Out of the Cave
Psalm 77: “I cried unto God with my voice, even unto God with my voice; and He gave ear unto me…”
This psalm tells the story of David and how he got out of the cave. As Professor James G. Murphy of Belfast says in his commentary, “The psalm was most probably composed on some critical emergency in the eventful life of David. The hiding of David in the cave of Adullam has been suggested by different writers.”
It is the devil’s peculiar joy to get us into a hole, and it is God’s particular delight to get us out of it. The man or the woman who has learned how to get hold of God and get out of a hole, out of a predicament, out of a dark place, has found the greatest joy in the world, for this reason: he has found reality in God. This is the greatest joy in the world, to lay hold on a promise of God and feel the pull of God on the other end that lifts you out. Oh, it is delightful.
A Delightful Sensation
A group of men were standing around and talking about a “delightful sensation,” and a man from the coal mines said to them: “You fellows don’t know what a delightful sensation is.”
He said, “I was in a coal mine when there was an explosion and a cave-in and I was left alone in a large cavern. I reached around for anything that I could get with which to make a signal. I was in a room where there was no pipe, so I couldn’t tap the pipe. There was quite a bit of air in the room, and I groped around probably for twelve hours trying to get hold of something, but I couldn’t find a thing.
“Finally,” he said, “there slipped into my hand a wire, and all of a sudden it dawned upon me that this wire ran into the elevator shaft. I began to pull the wire—and then the awfullest feeling in the world came over me, because when I pulled, the wire came my way. I thought the men might be at rescue work in the shaft, but when the wire came my way I utterly lost hope. I just laid down and cried. I was discouraged, I was worn out.”
Always Pull Again
“Something within me made me pull at the wire again, and when I pulled it again, some one at the other end just pulled it out of my hands. They didn’t hear me yell up there, but I want to tell you I yelled, feet and head and body and everything else, I yelled. I pulled again—they pulled back. I tell you it was just a joy to pull and pull and feel them at the other end. They knew where I was, just by the wire, and before long they had a hole through the excavation, and I was out, in my wife’s arms, and my children climbing all over me.”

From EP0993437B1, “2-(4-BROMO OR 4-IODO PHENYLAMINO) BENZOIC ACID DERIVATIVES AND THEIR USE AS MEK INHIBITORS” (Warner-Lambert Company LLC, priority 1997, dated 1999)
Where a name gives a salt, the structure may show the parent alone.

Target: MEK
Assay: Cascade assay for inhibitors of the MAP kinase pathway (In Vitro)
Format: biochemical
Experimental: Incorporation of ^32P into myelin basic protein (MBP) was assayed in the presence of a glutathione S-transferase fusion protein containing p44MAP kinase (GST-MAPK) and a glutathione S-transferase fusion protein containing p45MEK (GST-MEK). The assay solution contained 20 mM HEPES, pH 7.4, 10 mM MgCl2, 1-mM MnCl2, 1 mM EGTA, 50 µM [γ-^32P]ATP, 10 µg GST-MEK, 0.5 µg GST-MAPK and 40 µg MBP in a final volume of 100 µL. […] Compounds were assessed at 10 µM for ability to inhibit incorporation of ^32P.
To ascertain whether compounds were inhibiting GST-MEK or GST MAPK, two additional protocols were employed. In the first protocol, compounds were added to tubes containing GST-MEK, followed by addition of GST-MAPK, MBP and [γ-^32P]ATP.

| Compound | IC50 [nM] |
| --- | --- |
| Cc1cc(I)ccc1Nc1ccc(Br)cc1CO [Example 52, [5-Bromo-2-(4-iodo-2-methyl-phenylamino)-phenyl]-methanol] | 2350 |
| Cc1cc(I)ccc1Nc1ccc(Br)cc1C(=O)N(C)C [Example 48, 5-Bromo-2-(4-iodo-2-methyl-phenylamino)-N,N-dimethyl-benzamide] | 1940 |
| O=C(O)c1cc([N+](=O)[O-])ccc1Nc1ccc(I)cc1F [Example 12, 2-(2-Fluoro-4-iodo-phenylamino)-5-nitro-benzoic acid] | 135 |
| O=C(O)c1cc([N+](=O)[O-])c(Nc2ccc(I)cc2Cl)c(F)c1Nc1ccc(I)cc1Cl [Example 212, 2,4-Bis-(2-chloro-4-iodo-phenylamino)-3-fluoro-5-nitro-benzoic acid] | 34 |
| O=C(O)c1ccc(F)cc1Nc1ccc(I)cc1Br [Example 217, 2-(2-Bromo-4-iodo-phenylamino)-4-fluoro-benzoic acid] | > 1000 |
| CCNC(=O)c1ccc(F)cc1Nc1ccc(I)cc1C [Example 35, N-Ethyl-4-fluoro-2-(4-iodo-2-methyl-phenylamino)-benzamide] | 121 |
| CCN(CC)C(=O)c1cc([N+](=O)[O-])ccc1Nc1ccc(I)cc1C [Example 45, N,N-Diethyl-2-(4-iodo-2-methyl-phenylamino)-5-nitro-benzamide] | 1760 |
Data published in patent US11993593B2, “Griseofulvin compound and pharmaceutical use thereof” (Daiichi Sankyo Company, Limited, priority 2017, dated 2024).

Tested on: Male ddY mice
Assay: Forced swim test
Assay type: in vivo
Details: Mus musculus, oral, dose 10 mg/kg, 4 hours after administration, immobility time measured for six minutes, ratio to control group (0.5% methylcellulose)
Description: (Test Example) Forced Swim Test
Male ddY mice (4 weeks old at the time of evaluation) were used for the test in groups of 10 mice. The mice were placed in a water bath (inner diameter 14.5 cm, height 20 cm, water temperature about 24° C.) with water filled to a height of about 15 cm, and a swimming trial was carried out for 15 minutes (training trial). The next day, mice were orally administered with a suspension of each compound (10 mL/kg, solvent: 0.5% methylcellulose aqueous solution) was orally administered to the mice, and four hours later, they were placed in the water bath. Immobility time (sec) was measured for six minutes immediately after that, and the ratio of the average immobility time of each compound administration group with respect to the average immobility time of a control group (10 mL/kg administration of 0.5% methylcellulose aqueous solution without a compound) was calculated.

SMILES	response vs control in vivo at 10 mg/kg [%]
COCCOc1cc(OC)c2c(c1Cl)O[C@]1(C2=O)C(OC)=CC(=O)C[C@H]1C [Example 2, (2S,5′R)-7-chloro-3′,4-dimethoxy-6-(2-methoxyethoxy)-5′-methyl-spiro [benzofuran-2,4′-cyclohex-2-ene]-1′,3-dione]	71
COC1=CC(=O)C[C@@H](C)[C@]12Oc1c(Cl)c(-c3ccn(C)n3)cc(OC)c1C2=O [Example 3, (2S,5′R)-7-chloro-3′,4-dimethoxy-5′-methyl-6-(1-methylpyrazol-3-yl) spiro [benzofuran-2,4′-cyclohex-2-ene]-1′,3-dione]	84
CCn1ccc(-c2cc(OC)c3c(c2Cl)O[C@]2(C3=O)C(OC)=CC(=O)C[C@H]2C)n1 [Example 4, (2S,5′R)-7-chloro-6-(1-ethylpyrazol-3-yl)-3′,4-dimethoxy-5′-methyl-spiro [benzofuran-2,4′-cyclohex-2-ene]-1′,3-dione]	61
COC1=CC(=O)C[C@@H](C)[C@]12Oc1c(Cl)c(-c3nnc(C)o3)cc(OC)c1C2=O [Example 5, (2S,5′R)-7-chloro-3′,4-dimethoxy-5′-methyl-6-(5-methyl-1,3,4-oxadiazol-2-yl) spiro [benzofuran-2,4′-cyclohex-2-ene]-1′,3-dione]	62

Friend, there is no joy like the joy of laying hold of God’s promise and feel God tug at the other end. God wants to get us out of the holes and caves of life, and the devil wants to get us in.
David Chosen of God
God had picked David out, wonderfully anointed him, and told him what his life work was to be; now he found himself pursued, haunted, hunted by his great enemy, Saul, chased into a cave. The old cave life was hard on David. He could picture his enemy on the throne and it made the cave even worse. He cried out despondently: “I am sick of this old cave; I am sick of myself; I’m sick of the crowd that’s with me.”
Poor troubled fellow, with his hair knotted up, his clothes dirty, needing a bath and something to eat; sick of this old cave. He was so sick of it that the cave got on the inside of him. There are times when you can throw off your circumstances, and these times are always if they are only on you; but if you allow them to get in you they will throw you down. The trouble was not only that David was in the cave, but the cave was in him.
It is not an awful thing to be in the world, but when the world is in you, then real trouble starts. A ship may sail well and be in the water, but oh the trouble when the water comes into the ship!
Has God Forgotten?